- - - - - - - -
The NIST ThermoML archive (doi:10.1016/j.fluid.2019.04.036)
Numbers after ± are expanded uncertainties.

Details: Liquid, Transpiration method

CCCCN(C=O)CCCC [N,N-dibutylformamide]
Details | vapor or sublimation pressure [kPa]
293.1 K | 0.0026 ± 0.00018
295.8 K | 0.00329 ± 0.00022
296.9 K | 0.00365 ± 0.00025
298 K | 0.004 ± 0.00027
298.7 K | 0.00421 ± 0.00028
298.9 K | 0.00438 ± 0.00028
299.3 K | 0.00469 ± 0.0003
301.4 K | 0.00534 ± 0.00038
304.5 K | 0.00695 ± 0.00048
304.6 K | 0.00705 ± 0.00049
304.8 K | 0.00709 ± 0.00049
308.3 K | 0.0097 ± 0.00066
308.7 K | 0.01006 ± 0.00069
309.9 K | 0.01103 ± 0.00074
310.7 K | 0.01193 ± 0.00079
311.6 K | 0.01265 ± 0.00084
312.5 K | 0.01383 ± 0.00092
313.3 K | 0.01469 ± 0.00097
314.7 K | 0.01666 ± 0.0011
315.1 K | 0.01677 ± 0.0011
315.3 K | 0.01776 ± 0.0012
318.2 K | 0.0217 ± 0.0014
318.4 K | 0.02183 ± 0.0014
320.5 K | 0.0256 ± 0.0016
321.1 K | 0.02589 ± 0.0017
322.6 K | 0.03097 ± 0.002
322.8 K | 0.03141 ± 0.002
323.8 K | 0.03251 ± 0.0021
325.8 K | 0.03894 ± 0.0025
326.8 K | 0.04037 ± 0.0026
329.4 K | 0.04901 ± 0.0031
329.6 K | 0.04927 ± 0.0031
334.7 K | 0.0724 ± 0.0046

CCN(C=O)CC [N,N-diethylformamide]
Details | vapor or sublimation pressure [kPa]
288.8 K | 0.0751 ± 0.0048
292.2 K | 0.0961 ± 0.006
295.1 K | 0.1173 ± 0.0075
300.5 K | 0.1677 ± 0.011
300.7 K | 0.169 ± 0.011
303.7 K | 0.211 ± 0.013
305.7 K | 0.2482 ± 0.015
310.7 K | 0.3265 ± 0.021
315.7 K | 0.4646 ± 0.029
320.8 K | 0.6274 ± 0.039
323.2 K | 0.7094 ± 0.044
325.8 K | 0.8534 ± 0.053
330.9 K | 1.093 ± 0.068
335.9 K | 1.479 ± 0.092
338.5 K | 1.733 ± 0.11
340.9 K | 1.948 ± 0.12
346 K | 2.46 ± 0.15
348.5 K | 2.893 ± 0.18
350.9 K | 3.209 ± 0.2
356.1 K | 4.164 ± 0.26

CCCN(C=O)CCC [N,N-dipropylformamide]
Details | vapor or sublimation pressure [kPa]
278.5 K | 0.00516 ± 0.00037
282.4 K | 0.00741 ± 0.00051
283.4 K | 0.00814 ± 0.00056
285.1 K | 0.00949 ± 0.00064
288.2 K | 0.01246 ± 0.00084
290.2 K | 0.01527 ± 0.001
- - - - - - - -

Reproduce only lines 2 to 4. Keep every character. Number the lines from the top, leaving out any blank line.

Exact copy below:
Numbers after ± are expanded uncertainties.

Details: Liquid, Transpiration method

CCCCN(C=O)CCCC [N,N-dibutylformamide]